Pakistan along with Bangladesh and Sri Lanka has implemented superior strategies to curb deaths caused by tobacco in comparison with India, according to a World Health Organisation (WHO) report.
The report released Tuesday, revealed that in Pakistan and Bangladesh cigarettes became less affordable between 2008 and 2014, while India remained one of the few countries where more people can afford to buy cigarettes.
Bangladesh and Sri Lanka are one of the few countries that have raised taxes on the retail price of a single pack of cigarette with Bangladesh being one of the only seven countries that have raised taxes to over 75 per cent, whereas in India the tax rate is just 60 per cent.
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According to the WHO report taxing is the most effective method to discourage smoking but majority of Indian tobacco industry remains untaxed.
“In India, taxes are levied on bidis made by larger producers but not by small producers; as a result, bidi production in India has largely remained a small-scale cottage industry,” the 2015 WHO report stated.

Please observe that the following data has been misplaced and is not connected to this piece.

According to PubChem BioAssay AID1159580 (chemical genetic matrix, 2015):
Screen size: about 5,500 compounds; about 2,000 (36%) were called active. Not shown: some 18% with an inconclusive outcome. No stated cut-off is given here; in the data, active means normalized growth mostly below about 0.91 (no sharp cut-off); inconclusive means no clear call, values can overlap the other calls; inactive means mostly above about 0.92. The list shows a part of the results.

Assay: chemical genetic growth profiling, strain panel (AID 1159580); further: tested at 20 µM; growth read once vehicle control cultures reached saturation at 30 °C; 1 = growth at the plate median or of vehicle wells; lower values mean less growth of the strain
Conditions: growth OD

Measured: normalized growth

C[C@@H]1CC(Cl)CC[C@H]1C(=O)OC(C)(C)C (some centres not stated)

“The governments need to tax all tobacco products in a manner that people do not opt out of one expensive product to a less expensive one. Currently, governments are levying much less tax on smokeless tobacco and regulations do not cover all aspects of smokeless tobacco, which is the main cause of oral cancer in the region,” the report further said.
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Pakistan now follows a two-tier specific cigarette excise tax system which replaced a more intricate three-tier tax system in 2013. The WHO report also observed the common man’s purchasing power when determining the affordability of cigarettes in the region. Cigarettes are less affordable in Pakistan, Turkey, Poland, Russia, Ukraine and Brazil and more affordable in India, China, Indonesia and Vietnam.
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“Raising taxes on tobacco products is one of the most effective and cost-effective ways to reduce consumption of products that kill, while also generating substantial revenue,” WHO Director-General Dr Margaret Chan said. “I encourage all governments to look at the evidence, not the industry’s arguments, and adopt one of the best win-win policy options available for health.”
Tobacco causes six million deaths in the world every year and about 20 per cent of those occur in the South East Asia region. Earlier, studies have revealed that nearly one million Indians die of Tobacco consumption every year and the number is increasing.
The article originally appeared on Deccan Herald